Murals in Northern Ireland

From Wikipedia, the free encyclopedia
Jump to: navigation, search

Murals in Northern Ireland have become symbols of Northern Ireland, depicting the region's past and present political and religious divisions.

Northern Ireland contains arguably the most famous political murals. Almost 2,000 murals have been documented in Northern Ireland since the 1970s. The murals tend to represent one side's political point of view, or commemorate an event or person(s) involved in the history of Northern Ireland, particularly during the Troubles.[1]

History[edit]

Almost all Northern Ireland murals promote either republican or loyalist political beliefs, often glorifying paramilitary groups such as the Provisional Irish Republican Army, Ulster Freedom Fighters, and the Ulster Volunteer Force, while others commemorate people who have lost their lives in paramilitary or military attacks.[2]

Murals can be described as a mirror of political change, as they have been painted throughout the last century and display all important historic as well as political developments in the scope of unique wall paintings. In 1908 loyalists started to portray King Billy on a white horse in order to strenghten the orange identity of the Protestants in Northern Ireland. Republican wall-paintings started in the late 1970s and can be seen in particular as a visual display of a social movement, which was radicalized after the IRA took over again in the early 1970s to fight for greater political voice and a reunited Ireland. [3]

The most famous of the murals in Northern Ireland may well be Free Derry Corner, where the slogan "You Are Now Entering Free Derry" was painted in 1969, shortly after the Battle of the Bogside. However, some do not consider Free Derry Corner to be a true mural, as it consists only of words and not images. Free Derry Corner has been used as a model for other murals in Northern Ireland, including the "You Are Now Entering Loyalist Sandy Row" mural in Belfast, which was a response to the republican message of Free Derry Corner, and the "You Are Now Entering Derry Journal Country" mural, which is an advertisement for a Derry publication.

Not all murals in Northern Ireland are directly political or sectarian in nature, with some commemorating events such as the Great Irish Famine (1845–1849), and other moments in Irish history. Many portray events from Irish mythology, though images from Irish myths are often incorporated into political murals. A few murals avoid the subject of Ireland altogether, instead focusing on such neutral subjects as litter prevention and the C. S. Lewis novel The Lion, the Witch and the Wardrobe. Murals representing peace and tolerance are becoming increasingly popular with school groups who have children either design or actually paint murals in areas around their schools. Additionally, with many paramilitaries now involved in community work there has been a move to decommission many of the hard-edged murals across Northern Ireland.[4] This change was further highlighted in 2007, when the Bogside Artists were invited to Washington, D.C. for the Smithsonian Folk Life Festival. The three artists were invited to recreate murals in the Washington Mall.[5]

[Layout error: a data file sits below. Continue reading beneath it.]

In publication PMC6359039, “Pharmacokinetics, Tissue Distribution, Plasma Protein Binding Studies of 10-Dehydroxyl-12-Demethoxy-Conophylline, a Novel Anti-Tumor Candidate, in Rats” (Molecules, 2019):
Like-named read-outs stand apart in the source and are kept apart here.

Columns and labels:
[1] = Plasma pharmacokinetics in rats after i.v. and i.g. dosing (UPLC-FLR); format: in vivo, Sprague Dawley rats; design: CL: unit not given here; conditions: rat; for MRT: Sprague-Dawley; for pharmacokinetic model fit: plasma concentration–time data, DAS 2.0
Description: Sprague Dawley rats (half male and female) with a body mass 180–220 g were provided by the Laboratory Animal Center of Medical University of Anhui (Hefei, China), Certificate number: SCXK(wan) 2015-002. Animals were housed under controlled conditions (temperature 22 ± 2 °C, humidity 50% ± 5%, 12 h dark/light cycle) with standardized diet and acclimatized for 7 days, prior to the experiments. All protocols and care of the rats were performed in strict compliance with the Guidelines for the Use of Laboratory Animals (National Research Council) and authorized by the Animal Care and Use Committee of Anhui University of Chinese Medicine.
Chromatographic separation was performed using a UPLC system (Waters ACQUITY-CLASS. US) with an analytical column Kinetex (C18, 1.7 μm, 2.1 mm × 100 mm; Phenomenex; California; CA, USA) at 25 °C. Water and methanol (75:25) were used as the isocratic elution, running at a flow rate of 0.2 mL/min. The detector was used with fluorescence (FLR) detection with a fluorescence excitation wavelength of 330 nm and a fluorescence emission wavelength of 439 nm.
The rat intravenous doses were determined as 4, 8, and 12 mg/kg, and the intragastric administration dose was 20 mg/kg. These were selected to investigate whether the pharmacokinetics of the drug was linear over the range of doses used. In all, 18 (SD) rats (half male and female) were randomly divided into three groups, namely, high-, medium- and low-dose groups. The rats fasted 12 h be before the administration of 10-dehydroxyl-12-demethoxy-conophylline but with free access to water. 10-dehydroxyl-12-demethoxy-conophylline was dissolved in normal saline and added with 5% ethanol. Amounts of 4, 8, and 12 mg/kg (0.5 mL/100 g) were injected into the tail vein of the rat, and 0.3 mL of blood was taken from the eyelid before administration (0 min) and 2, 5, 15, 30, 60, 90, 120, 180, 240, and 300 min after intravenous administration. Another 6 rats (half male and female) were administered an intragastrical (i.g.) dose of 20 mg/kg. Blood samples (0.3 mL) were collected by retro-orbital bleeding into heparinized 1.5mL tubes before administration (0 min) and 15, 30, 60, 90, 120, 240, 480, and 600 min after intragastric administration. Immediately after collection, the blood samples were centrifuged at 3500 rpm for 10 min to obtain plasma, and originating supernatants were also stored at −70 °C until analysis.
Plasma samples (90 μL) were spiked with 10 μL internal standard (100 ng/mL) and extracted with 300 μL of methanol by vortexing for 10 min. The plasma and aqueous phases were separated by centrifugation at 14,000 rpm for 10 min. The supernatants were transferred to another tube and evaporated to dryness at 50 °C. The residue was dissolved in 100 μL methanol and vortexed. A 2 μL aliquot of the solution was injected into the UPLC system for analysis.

Examples[edit]

Nationalist and republican[edit]

Unionist and loyalist[edit]

Other[edit]

See also[edit]

References[edit]

  1. ^ Maximilian Rapp: Murals in Ulster: Symbol kultureller Revolution im nordirischen Bürgerkrieg. In: KultuRRevolution Nr. 61/62 2012.
  2. ^ Maximilian Rapp and Markus Rhomberg: Seeking a Neutral Identity in Northern Ireland´s Political Wall Paintings. In: Peace review 24(4).
  3. ^ Maximilian Rapp and Markus Rhomberg: The importance of Murals during the Troubles: Analyzing the republican use of wall paintings in Northern Ireland. In: Machin, D. (Ed.) Visual Communication Reader. De Gruyter.
  4. ^ "Old masters change murals". BBC News. 31 May 2005. Retrieved 28 November 2008. 
  5. ^ Taggart, Maggie (22 June 2007). "Painting a New Image of NI". BBC News. Retrieved 28 November 2008. 

External links[edit]

Further reading[edit]

  • B. Rolston (1992). Drawing Support: Murals in the North of Ireland. Belfast. 
  • Oona Woods (1995). Seeing is Believing? Murals in Derry. Guildhall: Printing Press. ISBN 0-946451-31-1. 
  • B. Rolston (1995). Drawing Support 2: Murals of War and Peace. Belfast. 
  • B. Rolston (2003). Drawing Support 3: Murals and Transition in the North of Ireland. Belfast. 

`